When teams play their games sometimes spectators, players or management will say that you need assistants, thinking that the lack of assistants is a situation confined to their own league. What isn’t realised is that a lot of grassroots football is played without assistants, for example the boys league, the girls league, also in adult leagues such as theSouth Yorkshire Amateur League, the Wragg League Over-35s and Over-45s and, importantly, Divisions 1and 2 as well as some of the premiership games of the County Senior League which, until recently, was Step 7 of the FA Pyramid System.  So you can see that this situation isn’t limited to any one league. There are, therefore, many situations where referees must work without using club assistants.

When referees turn up for a game they set out to minimise contentious issues during the game and seek to avoid any potential problems that might arise. First of all, they check the field of play including the goal nets, particularly the sides of nets.  All these things have large potential for issues that officials just don’t need. The same decision is made over club assistants. Many referees when they start off certainly attempt to use club assistants, but why do they stop using them?

Choices with club assistants that referees make include such matters as, ‘do they signal offsides or just ball in or out of play?’. This season during a Sheffield United game there was a decision was whether the ball was on or over the line. It was the assistant’s opinion as a neutral. Could you imagine a club assistant making that shout and the issues it would cause for the referee? Neutral assistants at all levels make mistakes, no matter what their experience, but they make them unintentionally as neutral people. Just imagine if the assistant happened to be attached to one of the clubs playing!

Always remember as a player, spectator or manager that offsides are a matter of opinion for the referee.  You will sometimes have substitutes, spectators or parents acting as club assistants, which will mean one from each side. What would happen if an offside is being flagged by the opposing team’s assistant? Lots of referees have been in this exact situation and it causes them no end of trouble. He (or sometimes she) doesn’t just have to referee the game, but also has to cope with parents, spectators and managers causing issues. You could even reverse the situation – the flag doesn’t go up, it is the assistant’s team attacking and they are offside. An equaliser is scored but the opposition think they were offside. Once again the referee is no longer just officiating the game on the pitch, because he has more to contend with off it.

It is hard for referees. They turn up with two-thirds of their team missing each week, because of the shortage of match officials, but they still do a job. In fact, they do a very good job. Oh yes, they make the occasional mistake but they never do so intentionally. Do all referees’ mistakes lead to goals, or could it sometimes be a defending or a goalkeeping error?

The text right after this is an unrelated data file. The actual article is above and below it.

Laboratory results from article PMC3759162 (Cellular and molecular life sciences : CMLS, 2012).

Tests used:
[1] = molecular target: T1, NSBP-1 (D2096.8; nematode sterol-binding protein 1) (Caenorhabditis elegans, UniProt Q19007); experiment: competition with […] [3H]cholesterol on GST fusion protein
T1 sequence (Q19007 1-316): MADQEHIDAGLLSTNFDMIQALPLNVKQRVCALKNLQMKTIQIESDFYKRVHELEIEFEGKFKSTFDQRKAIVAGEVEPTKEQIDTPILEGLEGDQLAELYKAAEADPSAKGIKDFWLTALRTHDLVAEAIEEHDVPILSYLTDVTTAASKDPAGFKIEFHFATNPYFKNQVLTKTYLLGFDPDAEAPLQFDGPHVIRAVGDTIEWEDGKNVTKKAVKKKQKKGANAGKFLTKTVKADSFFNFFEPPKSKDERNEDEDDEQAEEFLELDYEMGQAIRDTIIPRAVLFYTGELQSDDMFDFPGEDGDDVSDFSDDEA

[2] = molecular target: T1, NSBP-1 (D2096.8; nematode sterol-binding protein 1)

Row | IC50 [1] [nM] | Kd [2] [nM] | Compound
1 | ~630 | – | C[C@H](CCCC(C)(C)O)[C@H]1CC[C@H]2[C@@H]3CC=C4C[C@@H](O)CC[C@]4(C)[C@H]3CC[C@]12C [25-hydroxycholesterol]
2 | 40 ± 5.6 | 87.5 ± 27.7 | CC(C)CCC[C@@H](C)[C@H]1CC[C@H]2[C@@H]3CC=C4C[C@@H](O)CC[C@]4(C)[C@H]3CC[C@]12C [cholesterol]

Refereeing is hard and it can be a lot harder with club assistants. This comes from many stories told at Sheffield RA meetings, when our referees discuss scenarios that have happened and ask the more experienced officials what they would do.

The girls league and the boys league are also development leagues for match officials. Referees learn on these league and move on exactly the same as players, because they learn and they improve every week. We all make mistakes and we must learn from them. We have numerous officials who turn up at referee meetings and discuss incidents, asking what could they have done better? What could they have done to prevent something happening? The girls league runs mentor days, where officials are watched by more experienced officials and give development points and tips to reduce the number of mistakes.

There are great announcements coming from the leagues, in the Sheffield and Hallamshire area with people working together to improve officials, to improve RESPECT, to educate or get rid of those spectators who think that abuse towards a referee is ‘part of the game’. No matter how young or what gender, these referees are all human. The difference between these young referees and most non-referees in my eyes is their bravery and their love of the game for all the right reasons.

You’ve seen that Lino!

When you talk to some referee’s they will tell you that being an assistant referee, or “lino,” is actually harder than being the referee.

You have to learn to assist the referee and not insist in a job where having numerous eyes in multiple directions would be a major help. The man in the middle, the referee, is in charge and you are there to assist him or her when help is needed and always be credible.

“You’ve seen that lino,” spectators and players will shout at you. As assistant I often think “don’t tell me what I’ve seen, how can you possibly know what I am looking at.”

An assistant referee has so much to take in and, most importantly, (apart from the other two assistant referees and maybe an assessor) no-one knows what the instructions are from the ref.

Usually assistant referees will receive their pre-match instructions an hour-or-so before kick-off; a lot of these instructions are the same but some referees change certain areas. As an assistant you need to know what they want and make sure you don’t give the referee any surprises.

So, what does an assistant referee do?

The senior assistant usually patrols the dug outs and ensures that competition rules are being followed by both sides. Normally, two are allowed to stand, with one person shouting instructions. All substitutions will be made from the half-way line and they will make sure a player leaves the pitch before the substitute enters the field of play. The assistant must also make sure the player wears no jewellery (including bands around their wrist), that under armour garment colour matches the kit colour and, finally, he or she will check boots and studs.

The assistant then needs to get back in position, which is line with the second rear-most defender. People think that awarding a throw-in is just a case of pointing the way you think- but it’s not always that easy.

What if two players from opposing teams go in on the ball at the same? You don’t want the referee to give the throw to the home team and then you, as an assistant referee, give it to the away team.